Researchers cite ASPREE to inform aspirin guidelines in older adults
International researchers anticipate findings from the ASPREE study will help fill a knowledge gap that led to the exclusion of older people from recent U.S. aspirin guidelines. Several articles in the Annals of Internal Medicine, which cited or discussed the ASPREE study, were published alongside the release of the U.S. Preventive Services Task Force (USPSTF) final recommendations on aspirin and disease prevention.
Lack of Evidence:
The USPSTF found a shortage of high quality scientific studies meant they could not fully determine the balance of benefits and risks of aspirin for the prevention of cardiovascular disease (CVD) such as heart attack and stroke, and colorectal cancer (CRC) in people aged 70 years and older.
“There is not enough available evidence on the benefits and harms of aspirin use in adults younger than age 50 and those 70 or older to recommend for or against its use in preventing CVD and CRC.” USPSTF consumer guide said.
To coincide with the release of the USPSTF findings, several international researchers published papers which cited the ASPREE study to help address the knowledge gap:
- “More robust and comprehensive trial data involving representative patient samples on low-dose aspirin use for primary prevention should address all-cause mortality; CVD and cancer incidence and mortality; bleeding and other major harms; and emerging potential benefits, such as preventing cognitive decline. Multiple ongoing trials (56) (54 –57) …..will provide some of this essential information” (Whitlock EP, et al. Bleeding Risks with Aspirin Use for Primary Prevention in Adults: A Systematic Review for the U.S. Preventive Services Task Force. online 12 April 2016; doi:10.7326/M15-2112)
- “On the basis of relatively limited and generally lower-quality evidence, we conclude that the most consistent evidence of subpopulation differences in aspirin use was an enhanced effect on MI in older age
groups. A large ongoing trial of 19 000 participants aged 70 years or older may confirm this finding (50) (Guirguis-Blake JM, et al. Aspirin for the Primary Prevention of Cardiovascular Events: A Systematic Evidence Review for the U.S. Preventive Services Task Force. Ann Intern Med. online 12 April 2016 doi:10.7326/M15-211)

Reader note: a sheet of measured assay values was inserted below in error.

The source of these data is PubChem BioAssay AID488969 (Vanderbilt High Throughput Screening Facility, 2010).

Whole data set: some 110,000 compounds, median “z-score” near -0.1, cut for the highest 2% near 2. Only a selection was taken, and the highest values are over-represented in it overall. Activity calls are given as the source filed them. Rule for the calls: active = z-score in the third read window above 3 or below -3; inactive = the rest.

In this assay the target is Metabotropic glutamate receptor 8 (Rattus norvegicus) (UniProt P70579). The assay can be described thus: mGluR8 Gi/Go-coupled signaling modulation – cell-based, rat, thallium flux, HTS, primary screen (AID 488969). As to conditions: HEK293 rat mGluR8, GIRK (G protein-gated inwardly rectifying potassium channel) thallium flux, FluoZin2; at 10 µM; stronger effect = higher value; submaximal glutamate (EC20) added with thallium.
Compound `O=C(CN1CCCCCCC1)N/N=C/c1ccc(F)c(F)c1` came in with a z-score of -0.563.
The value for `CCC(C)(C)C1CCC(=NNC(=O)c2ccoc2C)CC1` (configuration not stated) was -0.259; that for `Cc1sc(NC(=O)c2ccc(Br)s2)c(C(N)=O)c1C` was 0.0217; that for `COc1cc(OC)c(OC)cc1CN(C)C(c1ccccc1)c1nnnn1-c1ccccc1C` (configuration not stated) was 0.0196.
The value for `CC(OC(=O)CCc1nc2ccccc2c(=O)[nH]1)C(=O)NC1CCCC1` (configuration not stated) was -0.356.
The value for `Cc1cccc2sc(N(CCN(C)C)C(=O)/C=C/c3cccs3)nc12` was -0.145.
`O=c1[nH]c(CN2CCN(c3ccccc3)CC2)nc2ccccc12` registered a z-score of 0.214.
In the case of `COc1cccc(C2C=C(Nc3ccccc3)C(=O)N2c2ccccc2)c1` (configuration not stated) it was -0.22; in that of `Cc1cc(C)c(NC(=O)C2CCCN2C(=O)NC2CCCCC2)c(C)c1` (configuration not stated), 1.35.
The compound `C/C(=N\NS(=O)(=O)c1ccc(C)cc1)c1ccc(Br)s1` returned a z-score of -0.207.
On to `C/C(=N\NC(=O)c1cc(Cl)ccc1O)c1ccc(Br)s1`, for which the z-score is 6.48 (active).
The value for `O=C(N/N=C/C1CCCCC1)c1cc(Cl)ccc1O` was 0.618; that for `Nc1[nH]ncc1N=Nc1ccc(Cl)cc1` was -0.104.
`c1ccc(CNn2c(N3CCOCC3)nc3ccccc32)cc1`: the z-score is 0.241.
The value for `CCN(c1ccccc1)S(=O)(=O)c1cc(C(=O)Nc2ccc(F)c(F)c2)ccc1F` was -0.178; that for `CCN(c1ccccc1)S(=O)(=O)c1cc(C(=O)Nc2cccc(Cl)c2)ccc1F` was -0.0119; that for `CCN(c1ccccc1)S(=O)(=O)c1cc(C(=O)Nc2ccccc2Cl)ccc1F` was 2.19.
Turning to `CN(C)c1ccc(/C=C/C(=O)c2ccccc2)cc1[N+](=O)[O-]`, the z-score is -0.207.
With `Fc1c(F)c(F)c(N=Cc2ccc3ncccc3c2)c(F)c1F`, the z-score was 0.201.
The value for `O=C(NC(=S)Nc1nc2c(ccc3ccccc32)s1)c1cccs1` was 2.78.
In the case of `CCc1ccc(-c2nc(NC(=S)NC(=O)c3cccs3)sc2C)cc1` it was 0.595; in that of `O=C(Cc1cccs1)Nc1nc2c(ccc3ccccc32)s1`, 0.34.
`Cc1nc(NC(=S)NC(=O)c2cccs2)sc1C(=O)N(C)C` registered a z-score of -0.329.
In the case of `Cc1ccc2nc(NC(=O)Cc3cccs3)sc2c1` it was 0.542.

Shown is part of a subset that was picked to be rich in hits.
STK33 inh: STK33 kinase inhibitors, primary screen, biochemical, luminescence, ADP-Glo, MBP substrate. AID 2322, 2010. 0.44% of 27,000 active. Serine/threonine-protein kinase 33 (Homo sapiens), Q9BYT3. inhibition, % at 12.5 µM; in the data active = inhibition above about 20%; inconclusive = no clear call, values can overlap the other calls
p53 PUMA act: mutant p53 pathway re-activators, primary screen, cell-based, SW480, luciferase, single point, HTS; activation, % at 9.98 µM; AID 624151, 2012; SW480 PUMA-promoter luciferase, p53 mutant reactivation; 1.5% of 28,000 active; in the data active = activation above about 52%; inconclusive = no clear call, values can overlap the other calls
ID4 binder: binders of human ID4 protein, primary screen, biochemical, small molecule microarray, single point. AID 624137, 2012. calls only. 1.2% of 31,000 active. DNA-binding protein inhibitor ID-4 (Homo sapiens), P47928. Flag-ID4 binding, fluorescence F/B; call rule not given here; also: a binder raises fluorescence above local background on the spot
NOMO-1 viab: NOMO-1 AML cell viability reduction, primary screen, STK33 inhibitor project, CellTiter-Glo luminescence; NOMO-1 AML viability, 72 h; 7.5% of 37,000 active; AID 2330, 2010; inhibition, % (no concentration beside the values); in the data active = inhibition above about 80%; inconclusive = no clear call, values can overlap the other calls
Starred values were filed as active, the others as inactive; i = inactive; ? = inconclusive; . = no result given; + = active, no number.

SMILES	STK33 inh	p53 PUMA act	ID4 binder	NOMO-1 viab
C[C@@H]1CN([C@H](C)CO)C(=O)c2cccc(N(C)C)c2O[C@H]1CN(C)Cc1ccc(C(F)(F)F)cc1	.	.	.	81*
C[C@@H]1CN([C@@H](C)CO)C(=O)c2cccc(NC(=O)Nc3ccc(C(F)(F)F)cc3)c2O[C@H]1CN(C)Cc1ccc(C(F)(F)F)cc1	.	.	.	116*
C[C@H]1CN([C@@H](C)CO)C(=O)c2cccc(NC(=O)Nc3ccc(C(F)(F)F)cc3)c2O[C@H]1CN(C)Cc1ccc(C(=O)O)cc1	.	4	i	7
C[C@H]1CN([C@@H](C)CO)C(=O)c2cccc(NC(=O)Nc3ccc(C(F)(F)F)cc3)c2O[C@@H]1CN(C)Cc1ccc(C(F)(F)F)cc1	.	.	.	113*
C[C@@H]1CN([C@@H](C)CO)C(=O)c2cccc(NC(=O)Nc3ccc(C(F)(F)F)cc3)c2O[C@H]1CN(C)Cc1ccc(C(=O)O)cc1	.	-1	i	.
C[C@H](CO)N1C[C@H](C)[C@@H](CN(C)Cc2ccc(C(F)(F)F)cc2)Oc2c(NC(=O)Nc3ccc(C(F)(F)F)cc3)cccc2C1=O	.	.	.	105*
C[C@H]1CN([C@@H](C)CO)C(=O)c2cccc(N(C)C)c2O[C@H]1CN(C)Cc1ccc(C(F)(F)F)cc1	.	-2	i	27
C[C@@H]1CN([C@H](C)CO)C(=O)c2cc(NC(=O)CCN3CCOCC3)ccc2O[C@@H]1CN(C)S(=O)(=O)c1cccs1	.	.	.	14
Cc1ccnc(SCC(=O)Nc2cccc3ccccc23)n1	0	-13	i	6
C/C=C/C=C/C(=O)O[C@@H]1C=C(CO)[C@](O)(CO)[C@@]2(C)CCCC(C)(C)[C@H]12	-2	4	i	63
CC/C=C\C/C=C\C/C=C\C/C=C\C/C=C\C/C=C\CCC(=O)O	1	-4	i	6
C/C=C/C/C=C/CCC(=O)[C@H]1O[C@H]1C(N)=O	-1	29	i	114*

- “The primary data for aspirin’s effects on a range of health outcomes have not changed substantially over the past several years, but the field is poised to provide additional data in the near future. Several large trials are in progress (77) (77– 80).” (Chubak J, et al. Aspirin for the Prevention of Cancer Incidence and Mortality: Systematic Evidence Reviews for the U.S. Preventive Services
Task Force. Ann Intern Med. online 12 April 2016 doi:10.7326/M15-2117)
- “Results from the ongoing ASPREE (Aspirin in Reducing Events in the Elderly) trial (56) may help to fill data gaps among older populations.” (Dehmer SP, et al. Aspirin for the Primary Prevention of Cardiovascular Disease and Colorectal Cancer: A Decision Analysis for the U.S. Preventive Services Task Force. Ann Intern Med. online 12 April 2016 doi:10.7326/M15-2129)
Editorial by Oxford University Professor Colin Baigent in the Annal of Internal Medicine, highlighted the importance of research on health recommendations, “..we should not rush to judgement with inadequate data. Instead, we should encourage completion (and long-term follow-up) of the ongoing trials so that the quality of the evidence in future years provides a firm foundation for public policy.”
Who was included in the recommendations?
The USPSTF found sufficient evidence to find aspirin could help prevent CVD and CRC in people aged 50 to 69 years who are at increased risk of developing CVD.
The American Academy of Family Physicians has adopted the USPSTF’s aspirin recommendations. Results from the ASPREE study are expected in 2018.
Anyone considering taking daily aspirin should always speak to their GP beforehand.